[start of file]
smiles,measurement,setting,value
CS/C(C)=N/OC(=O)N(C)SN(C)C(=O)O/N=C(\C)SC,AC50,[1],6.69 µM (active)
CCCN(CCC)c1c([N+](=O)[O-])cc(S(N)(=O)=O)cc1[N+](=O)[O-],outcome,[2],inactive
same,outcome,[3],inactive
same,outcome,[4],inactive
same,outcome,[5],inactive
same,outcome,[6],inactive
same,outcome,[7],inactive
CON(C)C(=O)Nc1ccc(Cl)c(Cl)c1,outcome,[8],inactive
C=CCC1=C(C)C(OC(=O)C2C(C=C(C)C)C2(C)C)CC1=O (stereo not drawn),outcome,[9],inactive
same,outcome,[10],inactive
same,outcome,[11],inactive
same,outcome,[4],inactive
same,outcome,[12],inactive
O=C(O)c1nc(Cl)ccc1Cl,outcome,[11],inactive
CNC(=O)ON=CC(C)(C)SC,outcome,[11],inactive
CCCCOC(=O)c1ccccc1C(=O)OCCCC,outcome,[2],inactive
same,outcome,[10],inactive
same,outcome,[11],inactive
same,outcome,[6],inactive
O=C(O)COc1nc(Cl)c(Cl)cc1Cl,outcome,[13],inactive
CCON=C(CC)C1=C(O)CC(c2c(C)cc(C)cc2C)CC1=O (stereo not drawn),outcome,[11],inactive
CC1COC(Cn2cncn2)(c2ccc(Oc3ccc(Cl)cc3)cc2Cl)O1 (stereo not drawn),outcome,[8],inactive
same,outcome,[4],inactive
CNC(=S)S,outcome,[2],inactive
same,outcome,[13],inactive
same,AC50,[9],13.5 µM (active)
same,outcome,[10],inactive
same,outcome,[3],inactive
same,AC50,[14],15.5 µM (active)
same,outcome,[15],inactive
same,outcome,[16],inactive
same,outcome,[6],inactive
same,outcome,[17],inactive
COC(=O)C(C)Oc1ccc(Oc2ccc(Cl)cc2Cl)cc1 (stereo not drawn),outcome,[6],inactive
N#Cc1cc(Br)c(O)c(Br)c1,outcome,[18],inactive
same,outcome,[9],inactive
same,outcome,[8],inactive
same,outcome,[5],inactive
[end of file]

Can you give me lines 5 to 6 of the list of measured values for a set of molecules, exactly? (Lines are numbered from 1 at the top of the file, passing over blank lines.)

same,outcome,[4],inactive
same,outcome,[5],inactive